Abenomics remains a dumb idea. It has failed.
Rather than admit the stupidity of the idea, Financial Times writer Robin Harding says Japan Will Have to Double Down on Stimulus to Save Abenomics.
Like a man selling ice creams in a snowstorm, Haruhiko Kuroda could not have timed his late January move to negative interest rates any worse. Within a few days of the Bank of Japan governor’s shock decision came weak data on the US service sector, a Mario Draghi pledge of “no surrender” on fighting deflation and a fresh bout of fear about eurozone banks.
Such signs of global weakness quickly overwhelmed Mr Kuroda’s latest bazooka; far from falling, the yen burst out of its Y118-Y125 range to trade at Y114. For the first time since prime minister Shinzo Abe launched his Abenomics stimulus in 2012, he cannot rely on rising foreign demand.
The logic for Mr Kuroda to ease again is powerful. If markets stay weak and the yen stays strong, Japanese consumers and companies could lose their faith in inflation ever reaching 2 per cent. Given that Mr Kuroda has the ammunition for a further cut, it makes sense to use it straight away.
Mr Abe and Mr Kuroda’s determination to revive Japan’s economy now faces a test. If they no longer have the will to double down on stimulus, it will be RIP Abenomics, 2012-2015.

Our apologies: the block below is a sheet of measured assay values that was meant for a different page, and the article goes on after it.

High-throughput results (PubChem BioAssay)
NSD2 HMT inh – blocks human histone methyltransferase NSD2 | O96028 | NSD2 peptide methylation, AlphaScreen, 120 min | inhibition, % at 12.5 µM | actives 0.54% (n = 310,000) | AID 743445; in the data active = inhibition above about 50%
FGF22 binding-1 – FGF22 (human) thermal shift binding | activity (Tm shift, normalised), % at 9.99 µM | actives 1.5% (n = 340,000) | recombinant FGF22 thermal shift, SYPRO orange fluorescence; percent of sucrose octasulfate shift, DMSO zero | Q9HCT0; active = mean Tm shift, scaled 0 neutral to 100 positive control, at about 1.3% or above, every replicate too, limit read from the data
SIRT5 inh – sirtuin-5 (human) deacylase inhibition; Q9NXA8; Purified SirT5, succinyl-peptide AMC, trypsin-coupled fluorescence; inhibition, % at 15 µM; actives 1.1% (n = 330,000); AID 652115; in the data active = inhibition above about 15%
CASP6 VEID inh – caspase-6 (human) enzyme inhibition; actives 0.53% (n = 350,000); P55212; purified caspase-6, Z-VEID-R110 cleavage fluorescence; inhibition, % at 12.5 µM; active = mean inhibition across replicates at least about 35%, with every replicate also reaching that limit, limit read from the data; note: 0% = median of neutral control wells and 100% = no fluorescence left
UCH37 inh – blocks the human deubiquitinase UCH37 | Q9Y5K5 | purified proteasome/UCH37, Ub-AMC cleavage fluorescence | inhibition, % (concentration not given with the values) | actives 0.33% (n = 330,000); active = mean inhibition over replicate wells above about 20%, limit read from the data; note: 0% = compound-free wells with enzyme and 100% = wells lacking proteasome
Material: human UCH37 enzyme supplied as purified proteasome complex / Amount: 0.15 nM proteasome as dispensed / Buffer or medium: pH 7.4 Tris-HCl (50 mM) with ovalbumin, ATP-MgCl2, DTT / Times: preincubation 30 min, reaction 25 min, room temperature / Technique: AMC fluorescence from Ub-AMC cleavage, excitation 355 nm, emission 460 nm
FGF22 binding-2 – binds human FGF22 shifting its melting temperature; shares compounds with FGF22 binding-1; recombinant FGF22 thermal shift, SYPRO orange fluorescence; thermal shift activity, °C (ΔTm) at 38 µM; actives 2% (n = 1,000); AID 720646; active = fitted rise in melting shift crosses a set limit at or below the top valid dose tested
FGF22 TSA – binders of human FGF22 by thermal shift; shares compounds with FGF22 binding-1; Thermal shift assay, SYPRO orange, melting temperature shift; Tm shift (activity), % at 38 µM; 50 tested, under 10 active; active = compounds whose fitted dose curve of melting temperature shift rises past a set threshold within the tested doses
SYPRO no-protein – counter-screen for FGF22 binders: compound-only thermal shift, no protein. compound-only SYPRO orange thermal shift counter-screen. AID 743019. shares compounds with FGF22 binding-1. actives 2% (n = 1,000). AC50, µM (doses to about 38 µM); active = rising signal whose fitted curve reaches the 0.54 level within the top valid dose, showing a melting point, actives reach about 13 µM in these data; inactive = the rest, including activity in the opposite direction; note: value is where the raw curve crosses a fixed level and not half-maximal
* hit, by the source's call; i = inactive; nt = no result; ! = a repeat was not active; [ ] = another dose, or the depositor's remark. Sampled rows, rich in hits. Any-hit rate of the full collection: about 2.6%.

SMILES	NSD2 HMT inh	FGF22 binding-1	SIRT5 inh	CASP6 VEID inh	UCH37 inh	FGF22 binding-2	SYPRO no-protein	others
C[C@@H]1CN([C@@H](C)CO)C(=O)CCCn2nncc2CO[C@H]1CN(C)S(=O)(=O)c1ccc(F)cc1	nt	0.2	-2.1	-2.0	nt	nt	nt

Japan Flirts With Deflation Again
As obvious proof of the stupidity of Abenomics Japan Back to Flirting with Deflation.
Japan is flirting with deflation again as a fresh slide in commodity markets left prices flat in January over the last year.
In a worrying development for the Bank of Japan, there were also signs of weakness in broader prices beyond energy, although preliminary data for February pointed to a rebound. However the services index, an important part of domestically generated inflation, was up by 0.4 per cent on a year ago.
Mr Kuroda is battling to shore up public confidence in his inflation target of 2 per cent as weakness in the global economy pushes up the yen, reducing demand for Japan’s exports, and lowering the price of imports.
Instead of attempting to shore up confidence in sheer economic stupidity, I suggest a different tact: Bury Abenomics on the ash heap of failed policies as soon as possible.
Mike “Mish” Shedlock